Don’t fear the same-sex marriage plebiscite

Imogen Grant offers a different perspective on the vote on marriage equality.

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When Tony Abbott floated the plebiscite on marriage equality, it was clear that a popular vote was intended to stall progress on reform. But now the campaign for equality is in a different place. Labor and the Greens’ decision to vote down a plebiscite will most likely remove any chance of marriage equality being legislated in this term of parliament.

A common argument against the plebiscite is that minority rights should not be subject to a popular vote, in part, because a plebiscite is more demeaning than a parliamentary vote. This sentiment is part of a broader trend of increasing hostility towards participatory democracy in wake of the rise of Pauline Hanson, Donald Trump, and Brexit. This anti-democratic idea has been embraced by some “progressives” who believe the population are uneducated and bigoted and, therefore, oppose a popular vote because it would involve the population.

Let’s remember that this entire debate is only necessary because the Liberal and Labor parties, back in 2004, amended the Marriage Act so as to exclude same-sex couples. These same parliamentarians have stalled on legislating marriage equality ever since. To put it another way, with polling showing majority support for marriage equality, the barrier to equal marriage is not ordinary Australians, but politicians who embedded homophobia into law. Considering the public have been consistently more progressive than the political class on this issue, the assumption that a purely parliamentary discussion is somehow less demeaning is particularly odd.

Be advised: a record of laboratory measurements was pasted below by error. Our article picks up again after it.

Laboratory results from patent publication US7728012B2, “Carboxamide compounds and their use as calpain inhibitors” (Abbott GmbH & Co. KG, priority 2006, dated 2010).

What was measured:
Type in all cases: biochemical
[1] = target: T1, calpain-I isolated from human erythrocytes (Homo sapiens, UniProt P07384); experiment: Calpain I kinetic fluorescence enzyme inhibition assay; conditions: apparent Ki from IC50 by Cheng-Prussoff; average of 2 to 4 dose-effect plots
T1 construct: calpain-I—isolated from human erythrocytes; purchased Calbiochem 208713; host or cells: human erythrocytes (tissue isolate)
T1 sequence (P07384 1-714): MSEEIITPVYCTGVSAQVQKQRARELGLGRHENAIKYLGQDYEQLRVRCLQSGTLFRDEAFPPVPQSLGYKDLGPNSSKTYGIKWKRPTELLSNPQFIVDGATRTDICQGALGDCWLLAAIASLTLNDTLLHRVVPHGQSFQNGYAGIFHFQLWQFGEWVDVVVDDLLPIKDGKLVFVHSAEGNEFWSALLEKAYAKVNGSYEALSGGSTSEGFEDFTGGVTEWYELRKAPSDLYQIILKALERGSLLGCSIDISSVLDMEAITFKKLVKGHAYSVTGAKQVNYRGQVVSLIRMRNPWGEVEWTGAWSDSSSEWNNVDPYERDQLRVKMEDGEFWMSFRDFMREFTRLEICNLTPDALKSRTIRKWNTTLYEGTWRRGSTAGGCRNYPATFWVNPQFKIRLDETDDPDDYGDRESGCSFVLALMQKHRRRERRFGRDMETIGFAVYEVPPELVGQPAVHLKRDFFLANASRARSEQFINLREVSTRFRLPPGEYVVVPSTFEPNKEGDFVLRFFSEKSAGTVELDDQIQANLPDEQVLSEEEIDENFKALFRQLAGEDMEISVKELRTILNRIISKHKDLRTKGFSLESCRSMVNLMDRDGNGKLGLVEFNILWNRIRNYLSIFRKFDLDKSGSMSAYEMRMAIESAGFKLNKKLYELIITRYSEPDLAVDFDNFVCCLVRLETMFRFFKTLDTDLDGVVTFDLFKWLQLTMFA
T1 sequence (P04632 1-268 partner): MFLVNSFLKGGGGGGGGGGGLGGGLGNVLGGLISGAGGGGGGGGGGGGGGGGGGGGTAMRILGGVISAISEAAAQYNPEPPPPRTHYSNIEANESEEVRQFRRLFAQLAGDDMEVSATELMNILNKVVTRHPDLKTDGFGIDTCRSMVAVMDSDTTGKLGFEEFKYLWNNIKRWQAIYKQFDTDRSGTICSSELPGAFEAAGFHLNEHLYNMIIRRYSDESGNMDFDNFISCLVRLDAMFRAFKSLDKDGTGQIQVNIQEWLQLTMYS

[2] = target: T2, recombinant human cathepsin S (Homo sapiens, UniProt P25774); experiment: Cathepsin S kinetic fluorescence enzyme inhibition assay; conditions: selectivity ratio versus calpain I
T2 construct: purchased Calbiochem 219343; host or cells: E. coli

One of the more serious points against a public vote concern potential negative mental health effects on queer youth. This argument often draws negative stories from the campaign trail during the Irish referendum. What this argument conceals is the fact that no suicides have been linked to the debate, and that there has been a massive increase in people coming out since the referendum passed.

If a plebiscite were to be on the agenda, of course the ‘No’ camp would run a vicious campaign. But homophobic ideologues have never refrained from their bigotry. In fact, rather than legitimising bigotry, the plebiscite would delegitimise it. Since we are poised to win the vote, a ‘Yes’ campaign would function as a large-scale anti-homophobia movement that simultaneously marginalises bigots and provides the queer movement a backdrop to propel into broader social movements, strengthening its organisational capacity in the progress.

This is people power. A plebiscite promotes a grassroots campaign where Yes supporters have to take to the streets and mobilise against homophobia and transphobia at a local level – in our houses, workplaces, and friendship groups – agitating for change everywhere.

A purely parliamentary vote would not challenge the views of homophobic ideologues to the same extent. Reform won via a popular vote would show bigots, who claim to be “the silent majority,” that they are, in fact, on the extreme fringes of society. It would reveal that marriage equality is not some niche idea imposed on Australia by the Twitterati and inner-city elites, but rather, a principle supported by the majority of the nation.

Of course, a popular vote requires parliamentary ratification to amend the Marriage Act. Accordingly, people point out the supposed futility of a non-binding popular vote. But Brexit was also a non-binding vote. In reality, it is unthinkable that Turnbull would turn his back on a successful Yes vote, as to do so, would result in the party’s destruction both internally and at the ballot box.

I am critical of plebiscite as a delay tactic, but Labor simultaneously not binding on their own bill and voting down a plebiscite so as to delay marriage equality until 2019, at best, is even more opportunistic, and shows that this is debate is mainly about politicking and less about equality.

We know that, if marriage equality won a popular vote in Ireland, it will almost certainly win in Australia. With this in mind, the greater harm will be in not having marriage equality rather than in a plebiscite. It’s rare that the Left have the opportunity to fight for a cause that is morally just and almost certain to win – don’t let it pass us by.